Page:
Free Speech Paternalism and Free Speech Exceptionalism: Pervasive Distrust of Government and the Contemporary First Amendment
33 Pages Posted: 5 Sep 2015
Date Written: June 1, 2015
The United States observes a profound constitutional commitment to safeguarding expressive freedoms, including speech, press, assembly, petition, and association rights secured under the First Amendment. However, when viewed from a global perspective, the American position of affording near-absolute protection to speech is strongly exceptionalist. Other polities, sharing strong constitutional commitments to respect the freedom of speech, do not view government efforts to regulate speech based on its content or viewpoint as presumptively invalid. In such places, government efforts to shape the marketplace of ideas through regulation are seen as fully consistent with a broader legal commitment to respecting expressive freedom. Two recent books, one by Professor Martin Redish and the other by Professor Timothy Zick, help to shed important light on this conflict between free speech paternalism and free speech exceptionalism. Read in tandem, the books help to explain why the United States approach to defining and protecting freedom of expression constitutes a global anomaly. This Essay argues that free speech exceptionalism in the United States is best understood as a logical outgrowth of broader social, cultural, and historical factors. In particular, United States free speech exceptionalism arises from a longstanding and pervasive distrust of government and its institutions, a form of distrust that simply does not exist in most other nations. These books also illuminate an important, and curious, exception to this general distrust of government speech regulations in the United States: transborder speech. The constitutional protection of speech should not rest on an accident of geography; simply put, distrust of government speech regulations should not end at the water’s edge. Accordingly, transborder speech merits greater constitutional solicitude and protection than it generally enjoys at present.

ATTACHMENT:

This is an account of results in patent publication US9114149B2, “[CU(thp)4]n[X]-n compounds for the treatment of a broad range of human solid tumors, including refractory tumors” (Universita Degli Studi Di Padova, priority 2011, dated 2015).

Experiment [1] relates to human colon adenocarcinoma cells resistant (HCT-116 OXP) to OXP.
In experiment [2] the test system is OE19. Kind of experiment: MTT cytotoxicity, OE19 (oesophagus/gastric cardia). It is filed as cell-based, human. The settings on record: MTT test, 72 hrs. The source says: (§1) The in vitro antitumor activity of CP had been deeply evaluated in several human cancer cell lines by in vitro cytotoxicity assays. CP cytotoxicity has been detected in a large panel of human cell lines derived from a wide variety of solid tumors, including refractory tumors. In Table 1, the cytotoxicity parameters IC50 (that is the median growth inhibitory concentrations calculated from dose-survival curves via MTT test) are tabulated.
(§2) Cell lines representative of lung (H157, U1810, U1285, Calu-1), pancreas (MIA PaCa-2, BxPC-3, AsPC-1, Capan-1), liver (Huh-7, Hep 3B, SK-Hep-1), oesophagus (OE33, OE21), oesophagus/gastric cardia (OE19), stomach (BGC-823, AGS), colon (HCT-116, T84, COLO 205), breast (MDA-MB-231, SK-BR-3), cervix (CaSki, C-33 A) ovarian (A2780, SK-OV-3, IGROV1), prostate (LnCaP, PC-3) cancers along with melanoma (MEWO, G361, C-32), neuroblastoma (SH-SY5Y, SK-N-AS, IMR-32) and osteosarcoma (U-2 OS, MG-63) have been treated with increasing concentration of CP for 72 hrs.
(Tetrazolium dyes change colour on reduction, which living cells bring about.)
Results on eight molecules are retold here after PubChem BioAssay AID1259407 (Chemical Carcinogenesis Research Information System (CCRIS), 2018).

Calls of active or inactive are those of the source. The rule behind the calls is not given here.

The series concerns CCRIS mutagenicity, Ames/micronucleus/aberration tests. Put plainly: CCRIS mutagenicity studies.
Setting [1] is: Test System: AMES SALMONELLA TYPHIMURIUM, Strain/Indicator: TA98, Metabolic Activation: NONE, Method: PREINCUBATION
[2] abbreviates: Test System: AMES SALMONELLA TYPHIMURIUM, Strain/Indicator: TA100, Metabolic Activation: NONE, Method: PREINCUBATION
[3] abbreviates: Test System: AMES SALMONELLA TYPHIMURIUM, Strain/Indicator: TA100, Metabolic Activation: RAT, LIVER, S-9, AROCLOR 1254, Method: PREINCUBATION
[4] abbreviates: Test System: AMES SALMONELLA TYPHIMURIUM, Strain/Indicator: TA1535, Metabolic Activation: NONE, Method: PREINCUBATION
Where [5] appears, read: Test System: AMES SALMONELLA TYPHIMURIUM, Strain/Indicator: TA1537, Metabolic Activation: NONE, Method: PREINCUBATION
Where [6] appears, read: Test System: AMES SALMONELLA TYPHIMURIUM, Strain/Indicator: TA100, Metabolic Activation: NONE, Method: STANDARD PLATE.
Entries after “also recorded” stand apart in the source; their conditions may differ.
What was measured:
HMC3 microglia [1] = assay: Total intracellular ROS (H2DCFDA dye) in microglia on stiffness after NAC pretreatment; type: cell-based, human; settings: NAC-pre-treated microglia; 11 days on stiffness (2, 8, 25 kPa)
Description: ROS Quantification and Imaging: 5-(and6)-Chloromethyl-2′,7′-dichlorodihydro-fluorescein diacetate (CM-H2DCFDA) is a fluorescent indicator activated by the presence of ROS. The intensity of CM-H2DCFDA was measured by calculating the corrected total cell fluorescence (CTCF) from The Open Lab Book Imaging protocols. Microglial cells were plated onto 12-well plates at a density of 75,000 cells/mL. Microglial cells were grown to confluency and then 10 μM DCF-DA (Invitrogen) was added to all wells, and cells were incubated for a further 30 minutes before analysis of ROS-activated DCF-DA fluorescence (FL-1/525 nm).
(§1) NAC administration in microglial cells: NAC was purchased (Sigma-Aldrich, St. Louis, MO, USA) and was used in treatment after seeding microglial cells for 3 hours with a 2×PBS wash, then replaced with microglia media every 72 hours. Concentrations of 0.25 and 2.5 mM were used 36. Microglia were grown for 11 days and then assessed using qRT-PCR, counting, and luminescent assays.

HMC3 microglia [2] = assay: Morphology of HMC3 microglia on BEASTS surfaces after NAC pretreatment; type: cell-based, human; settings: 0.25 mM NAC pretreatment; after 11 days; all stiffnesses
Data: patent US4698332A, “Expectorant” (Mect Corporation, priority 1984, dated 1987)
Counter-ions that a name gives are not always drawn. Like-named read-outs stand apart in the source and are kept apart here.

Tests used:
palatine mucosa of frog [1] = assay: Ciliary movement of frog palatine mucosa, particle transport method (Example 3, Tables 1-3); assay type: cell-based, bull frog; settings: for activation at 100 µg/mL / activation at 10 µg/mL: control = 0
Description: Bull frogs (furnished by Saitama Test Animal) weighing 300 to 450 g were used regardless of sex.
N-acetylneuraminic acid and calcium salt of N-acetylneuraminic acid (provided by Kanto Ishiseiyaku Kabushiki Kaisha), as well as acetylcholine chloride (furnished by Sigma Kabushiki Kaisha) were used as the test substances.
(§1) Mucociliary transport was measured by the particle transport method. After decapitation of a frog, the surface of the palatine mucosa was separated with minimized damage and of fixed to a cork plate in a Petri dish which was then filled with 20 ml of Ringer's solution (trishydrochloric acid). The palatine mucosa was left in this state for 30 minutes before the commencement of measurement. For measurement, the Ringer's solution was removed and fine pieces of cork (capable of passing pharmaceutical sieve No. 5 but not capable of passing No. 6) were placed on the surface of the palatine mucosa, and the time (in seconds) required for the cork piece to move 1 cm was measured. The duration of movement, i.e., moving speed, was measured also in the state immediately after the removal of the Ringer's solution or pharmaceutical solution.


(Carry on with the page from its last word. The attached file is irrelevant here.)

Keywords: constitutional law, separation of powers, free speech, hate speech, distrust, democracy, dissent, low value speech, democratic deliberation, first amendment, expressive freedom, comparative law, privacy, dignity, Germany, United States, autonomy, transnational judicial dialogue, Meiklejohn
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